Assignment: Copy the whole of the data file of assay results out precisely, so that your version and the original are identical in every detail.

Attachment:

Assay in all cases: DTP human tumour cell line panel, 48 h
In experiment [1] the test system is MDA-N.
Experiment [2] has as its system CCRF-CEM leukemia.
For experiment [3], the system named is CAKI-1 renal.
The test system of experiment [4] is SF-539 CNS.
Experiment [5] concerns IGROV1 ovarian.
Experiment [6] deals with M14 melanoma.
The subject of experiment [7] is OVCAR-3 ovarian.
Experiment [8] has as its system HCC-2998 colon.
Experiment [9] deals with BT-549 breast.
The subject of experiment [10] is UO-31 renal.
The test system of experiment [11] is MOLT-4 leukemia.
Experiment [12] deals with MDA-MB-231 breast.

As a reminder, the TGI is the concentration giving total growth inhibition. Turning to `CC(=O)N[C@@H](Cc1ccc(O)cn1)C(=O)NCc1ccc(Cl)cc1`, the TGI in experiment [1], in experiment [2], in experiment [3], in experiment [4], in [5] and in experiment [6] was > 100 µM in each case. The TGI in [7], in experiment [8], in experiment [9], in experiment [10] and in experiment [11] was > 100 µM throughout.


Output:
Assay in all cases: DTP human tumour cell line panel, 48 h
In experiment [1] the test system is MDA-N.
Experiment [2] has as its system CCRF-CEM leukemia.
For experiment [3], the system named is CAKI-1 renal.
The test system of experiment [4] is SF-539 CNS.
Experiment [5] concerns IGROV1 ovarian.
Experiment [6] deals with M14 melanoma.
The subject of experiment [7] is OVCAR-3 ovarian.
Experiment [8] has as its system HCC-2998 colon.
Experiment [9] deals with BT-549 breast.
The subject of experiment [10] is UO-31 renal.
The test system of experiment [11] is MOLT-4 leukemia.
Experiment [12] deals with MDA-MB-231 breast.

As a reminder, the TGI is the concentration giving total growth inhibition. Turning to `CC(=O)N[C@@H](Cc1ccc(O)cn1)C(=O)NCc1ccc(Cl)cc1`, the TGI in experiment [1], in experiment [2], in experiment [3], in experiment [4], in [5] and in experiment [6] was > 100 µM in each case. The TGI in [7], in experiment [8], in experiment [9], in experiment [10] and in experiment [11] was > 100 µM throughout.